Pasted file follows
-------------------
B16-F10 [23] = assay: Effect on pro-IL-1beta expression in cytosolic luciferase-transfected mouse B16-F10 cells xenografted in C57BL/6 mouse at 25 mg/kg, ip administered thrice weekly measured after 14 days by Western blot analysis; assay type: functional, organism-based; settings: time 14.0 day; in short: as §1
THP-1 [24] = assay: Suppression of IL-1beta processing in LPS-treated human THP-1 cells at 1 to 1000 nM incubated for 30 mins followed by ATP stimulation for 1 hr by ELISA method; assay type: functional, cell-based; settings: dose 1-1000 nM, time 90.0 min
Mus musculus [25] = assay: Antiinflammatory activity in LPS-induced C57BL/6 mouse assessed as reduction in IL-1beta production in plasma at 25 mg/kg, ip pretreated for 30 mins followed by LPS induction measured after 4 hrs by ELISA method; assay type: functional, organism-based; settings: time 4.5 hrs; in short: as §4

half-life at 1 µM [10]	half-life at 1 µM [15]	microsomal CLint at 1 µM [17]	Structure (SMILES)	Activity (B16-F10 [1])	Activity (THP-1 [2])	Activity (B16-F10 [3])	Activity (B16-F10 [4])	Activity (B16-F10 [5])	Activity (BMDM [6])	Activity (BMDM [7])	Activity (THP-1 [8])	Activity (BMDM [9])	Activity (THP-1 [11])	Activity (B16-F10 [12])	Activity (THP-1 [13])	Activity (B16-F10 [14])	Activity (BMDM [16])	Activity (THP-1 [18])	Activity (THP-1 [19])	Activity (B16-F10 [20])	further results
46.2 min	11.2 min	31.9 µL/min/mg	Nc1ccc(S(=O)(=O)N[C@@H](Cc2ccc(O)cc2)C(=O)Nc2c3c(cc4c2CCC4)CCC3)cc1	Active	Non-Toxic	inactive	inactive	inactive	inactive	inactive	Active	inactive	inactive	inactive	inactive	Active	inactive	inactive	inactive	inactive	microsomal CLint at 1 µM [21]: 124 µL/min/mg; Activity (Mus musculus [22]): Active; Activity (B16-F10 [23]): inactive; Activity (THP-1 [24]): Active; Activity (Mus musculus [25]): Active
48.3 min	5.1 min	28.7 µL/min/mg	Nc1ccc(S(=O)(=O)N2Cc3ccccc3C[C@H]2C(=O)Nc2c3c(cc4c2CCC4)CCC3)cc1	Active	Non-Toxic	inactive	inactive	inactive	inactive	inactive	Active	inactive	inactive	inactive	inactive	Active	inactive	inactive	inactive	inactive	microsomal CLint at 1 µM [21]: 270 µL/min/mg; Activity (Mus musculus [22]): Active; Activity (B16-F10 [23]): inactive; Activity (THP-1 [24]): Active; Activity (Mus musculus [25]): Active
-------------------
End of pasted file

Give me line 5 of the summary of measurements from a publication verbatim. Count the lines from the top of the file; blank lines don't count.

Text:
46.2 min	11.2 min	31.9 µL/min/mg	Nc1ccc(S(=O)(=O)N[C@@H](Cc2ccc(O)cc2)C(=O)Nc2c3c(cc4c2CCC4)CCC3)cc1	Active	Non-Toxic	inactive	inactive	inactive	inactive	inactive	Active	inactive	inactive	inactive	inactive	Active	inactive	inactive	inactive	inactive	microsomal CLint at 1 µM [21]: 124 µL/min/mg; Activity (Mus musculus [22]): Active; Activity (B16-F10 [23]): inactive; Activity (THP-1 [24]): Active; Activity (Mus musculus [25]): Active